Sugar is bad for you. Hardly news to the masses of people who have had sugar scare health warnings fed to them for the last decade. Full fat drinks have not been replaced by Zero! – zero sugar and zero taste.
All jokes aside, a change was needed, especially when we look at the health complications excessive sugar consumption causes – ranging from diabetes, long term liver damage, high cholesterol and obesity.
In our haste to find an alternative liquid sugar source we forgot one thing – sugar is sugar regardless of whether it comes from a piece fruit or a fizzy coke can. But it's one of my five a day I hear people call! True, but fruit is meant to be eaten and not drunk.
Let's take a quick look at the science behind this. Fruit contains both sugar and fibre, which gives the liver time to metabolise what is being consumed. Putting your fruit in a blender removes this benefit, meaning your delicious piece of fruit is now a health risk.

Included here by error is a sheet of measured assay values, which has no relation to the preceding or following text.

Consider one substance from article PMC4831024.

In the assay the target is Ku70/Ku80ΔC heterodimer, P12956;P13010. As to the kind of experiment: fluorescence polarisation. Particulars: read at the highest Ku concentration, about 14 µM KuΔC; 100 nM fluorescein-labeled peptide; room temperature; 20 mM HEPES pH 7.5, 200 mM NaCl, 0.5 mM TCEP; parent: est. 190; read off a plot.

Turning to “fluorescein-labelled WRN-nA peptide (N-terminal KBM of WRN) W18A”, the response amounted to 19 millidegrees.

Well, maybe not that extreme. But, the body is not able to process the sugar from fruits in liquid form when compared with solids. However, how much of a health risk does this new found obsession with pure fruit juice pose?
In small vitamin enriched bursts of energy, fruit juices can be of great benefit from a health viewpoint. However, these drinks are not designed to quench thirst in the same way that we use water, and there are possible health risks for people who drink them in this way.
Furthermore, children are most at risk, with parents providing fruit juice to their children as an alternative to fizzy drinks. Whilst this seems like a responsible choice, health experts are now warning of the health risks associated with this.
A recent study by 'Action on Sugar' found damning evidence that fruit juices are just as bad for kids as their fizzy counterparts. They tested a number of juices and found a quarter had at least 25g of sugar per 200ml – more than the recommended daily intake for adults.
So what is the answer? The fruit juice manufacturers promote their products as a healthy alternative to fizzy drinks, which to some extent they are. But, they are not an alternative to good old-fashioned water, and pretending they are carries the health risks of excessive sugar consumption.